THE LONG-TERM CAUSES of great wars have fascinated historians since Thucydides attempted to explain the outbreak of the Peloponnesian War by tracing Athenian ambition in the years after the victory over Persia, but they are seldom easy to isolate.1 This is especially true of conflicts in the ancient world, when we rarely know when, by whom and acting under what information and preconceptions the decisions were taken which eventually led to war. It is tempting but highly dangerous to employ hindsight and attempt to reconstruct the causes of a war from its course. No Roman or Carthaginian could have dreamed in 264 that their states were about to embark on a twenty-four-year struggle which would involve huge casualties, still less that it would be the first of three wars between the two peoples. It is extremely unlikely in the case of the First Punic War that either side believed that they were even about to begin a full-scale conflict with the other. Prior to 264 relations between Rome and Carthage had generally been good.
However difficult it may be to trace the deeper causes of a conflict, the incidents which provide the sparks to ignite the greater conflagration are usually more obvious, as with Princip's assassination of Archduke Ferdinand in Sarajevo in AD 1914 which plunged Europe into a World War. In the case of the war between Carthage and Rome these events occurred at Messana (modern-day Messina) in Sicily and had their origins in the career of the Syracusan tyrant Agathocles, who had captured the city sometime around 315-312. Agathocles had relied heavily on mercenary soldiers to fight his long conflict with the Carthaginians and in his efforts to expand his city's dominion. Amongst his forces was a band of soldiers recruited from Campanians, Oscan-speaking descendants of the hill tribesmen who had overrun that fertile plain in the last quarter of the fifth century. After Agathocles' death in 289 this group failed to find an employer in the confused political situation at Syracuse. At some point in the next few years the Mamertines were admitted freely into the city of Messana, but treacherously massacred the citizens, taking their wives and property for their own.2 Using the city as base they raided the neighbouring territories, forcing other communities to pay them tribute and exploiting the confused situation on the island. Emphasizing their martial strength, the mercenaries styled themselves Mamertines, followers of Mamers the Italian war god whom the Romans worshipped as Mars.
Messana lay on the north-eastern coast of Sicily, commanding one side of the narrow Straits between the island and Italy. On the Italian shore lay Rhegium, a Roman ally which had requested a Roman garrison to defend it against Pyrrhus.3 The Romans duly despatched 4,000 men led by one Decius, an officer of uncertain rank. Although Roman citizens in every respect save that they lacked the right to vote at Rome (civites sine suffragio), these soldiers were also Oscan-speaking Campanians. Inspired by their kindred at Messana, they too turned upon the city they were supposed to protect, killing or expelling its male citizens and stealing their possessions. At the time, the Romans were occupied by the wars with Pyrrhus and Tarentum, and were unable to avenge this breach of their faith, so that it was not until 271 that an army went south and began the siege of Rhegium.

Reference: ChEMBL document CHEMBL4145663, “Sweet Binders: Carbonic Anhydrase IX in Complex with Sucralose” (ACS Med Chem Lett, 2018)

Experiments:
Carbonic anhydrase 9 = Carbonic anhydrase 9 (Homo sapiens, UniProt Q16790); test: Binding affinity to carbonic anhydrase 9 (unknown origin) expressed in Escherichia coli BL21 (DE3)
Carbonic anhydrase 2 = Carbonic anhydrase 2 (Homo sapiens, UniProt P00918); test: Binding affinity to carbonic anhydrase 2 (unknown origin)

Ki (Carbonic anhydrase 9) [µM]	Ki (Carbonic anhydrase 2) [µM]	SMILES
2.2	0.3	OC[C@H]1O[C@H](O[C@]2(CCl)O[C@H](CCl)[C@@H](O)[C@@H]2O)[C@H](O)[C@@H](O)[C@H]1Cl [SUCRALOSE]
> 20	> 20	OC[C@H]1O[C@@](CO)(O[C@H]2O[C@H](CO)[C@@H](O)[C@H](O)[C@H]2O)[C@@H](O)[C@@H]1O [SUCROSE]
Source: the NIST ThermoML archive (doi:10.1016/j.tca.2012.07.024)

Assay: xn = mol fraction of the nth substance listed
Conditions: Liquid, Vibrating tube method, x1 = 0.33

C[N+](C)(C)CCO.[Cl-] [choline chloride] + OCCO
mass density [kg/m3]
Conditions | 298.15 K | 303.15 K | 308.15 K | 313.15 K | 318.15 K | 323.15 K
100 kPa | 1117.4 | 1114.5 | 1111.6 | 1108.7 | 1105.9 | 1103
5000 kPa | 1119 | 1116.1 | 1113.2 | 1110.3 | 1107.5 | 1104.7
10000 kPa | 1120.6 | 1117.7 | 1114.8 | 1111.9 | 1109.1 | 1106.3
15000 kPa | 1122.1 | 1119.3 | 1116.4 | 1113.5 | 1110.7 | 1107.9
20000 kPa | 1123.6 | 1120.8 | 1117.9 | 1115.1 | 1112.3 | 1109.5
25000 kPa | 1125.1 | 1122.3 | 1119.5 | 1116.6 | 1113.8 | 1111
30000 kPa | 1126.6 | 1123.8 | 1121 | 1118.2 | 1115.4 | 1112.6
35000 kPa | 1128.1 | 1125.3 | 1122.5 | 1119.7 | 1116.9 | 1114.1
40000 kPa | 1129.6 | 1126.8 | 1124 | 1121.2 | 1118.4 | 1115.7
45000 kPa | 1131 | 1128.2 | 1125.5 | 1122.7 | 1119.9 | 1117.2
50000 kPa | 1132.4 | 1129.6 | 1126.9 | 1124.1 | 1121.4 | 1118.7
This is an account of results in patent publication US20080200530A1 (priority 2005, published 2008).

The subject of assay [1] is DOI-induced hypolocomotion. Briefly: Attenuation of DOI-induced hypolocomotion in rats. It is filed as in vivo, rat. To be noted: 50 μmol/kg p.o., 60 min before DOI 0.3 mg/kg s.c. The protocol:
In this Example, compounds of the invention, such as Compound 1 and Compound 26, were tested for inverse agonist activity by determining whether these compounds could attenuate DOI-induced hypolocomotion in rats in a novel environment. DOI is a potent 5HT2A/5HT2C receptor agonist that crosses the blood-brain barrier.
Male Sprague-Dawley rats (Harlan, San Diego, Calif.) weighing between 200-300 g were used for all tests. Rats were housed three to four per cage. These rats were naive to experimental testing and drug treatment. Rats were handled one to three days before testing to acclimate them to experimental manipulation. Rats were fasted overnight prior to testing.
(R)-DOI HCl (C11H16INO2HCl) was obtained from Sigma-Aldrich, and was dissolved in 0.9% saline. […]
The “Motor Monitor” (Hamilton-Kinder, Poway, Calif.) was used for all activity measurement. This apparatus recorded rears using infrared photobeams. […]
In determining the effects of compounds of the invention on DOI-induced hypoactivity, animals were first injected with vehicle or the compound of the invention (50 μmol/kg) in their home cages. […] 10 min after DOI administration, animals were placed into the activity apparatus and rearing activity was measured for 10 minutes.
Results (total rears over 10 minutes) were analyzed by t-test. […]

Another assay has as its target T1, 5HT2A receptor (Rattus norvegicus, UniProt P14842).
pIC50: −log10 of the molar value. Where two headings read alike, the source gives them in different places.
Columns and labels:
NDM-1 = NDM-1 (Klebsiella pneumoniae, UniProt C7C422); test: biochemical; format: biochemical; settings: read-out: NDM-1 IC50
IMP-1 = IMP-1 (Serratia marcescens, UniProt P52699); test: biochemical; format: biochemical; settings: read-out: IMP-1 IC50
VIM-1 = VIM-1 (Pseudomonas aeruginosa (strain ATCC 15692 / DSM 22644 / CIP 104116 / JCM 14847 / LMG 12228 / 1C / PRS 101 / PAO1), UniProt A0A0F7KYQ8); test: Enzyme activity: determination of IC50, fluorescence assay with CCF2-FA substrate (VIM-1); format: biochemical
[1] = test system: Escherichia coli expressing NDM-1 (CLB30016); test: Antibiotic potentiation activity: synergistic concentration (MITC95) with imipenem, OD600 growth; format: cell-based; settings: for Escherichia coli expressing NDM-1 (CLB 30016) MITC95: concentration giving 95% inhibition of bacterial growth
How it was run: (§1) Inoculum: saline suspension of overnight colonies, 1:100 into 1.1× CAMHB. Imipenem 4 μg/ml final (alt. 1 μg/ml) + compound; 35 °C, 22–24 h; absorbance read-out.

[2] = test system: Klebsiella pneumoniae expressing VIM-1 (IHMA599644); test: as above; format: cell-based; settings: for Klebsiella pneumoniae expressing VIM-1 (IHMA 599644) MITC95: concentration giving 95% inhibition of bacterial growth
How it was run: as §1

The defeat of Tarentum had confirmed Roman control over the predominantly Greek southern Italy, making it all the more important to demonstrate to their new allies that such abuses of Rome's fides (faith) would not escape punishment. Rhegium was captured after a long siege and the 300 Campanians taken alive were sent to Rome for public punishment. There, as befitted citizens who had turned against the State, they were flogged and beheaded in the Forum. One source claims that Decius, who had lost his sight, was negligently guarded and managed to commit suicide before enduring this punishment.4 As yet the Romans had no connection or contact with Messana.
The Mamertines had not joined Pyrrhus' campaign against Carthage when he answered the call of Syracuse to defend the Greeks cities on the island and made his short, spectacular, but ultimately unsuccessful foray into Sicily. However, deprived of their allies across the Straits they came under increasing pressure as a new leader emerged at Syracuse. Hiero was a skilled soldier and a shrewd politician whose popularity was based upon his campaigns against the Italian raiders. Initially elected to power by the army, Hiero made his position more stable by marrying the daughter of one of the city's leading politicians. The precise chronology of Hiero's campaigns against the Mamertines is very uncertain, but need not concern us here. In an initial battle at the River Cyamosorus he seems to have checked them, as well as allegedly taking the opportunity to sacrifice a contingent of unreliable mercenaries. Later, probably sometime between 268 and 265, Hiero won a decisive victory at the River Longanus, an action in which a body of the original citizens of Messana and a picked unit from Syracuse were concealed in ambush behind the enemy line.5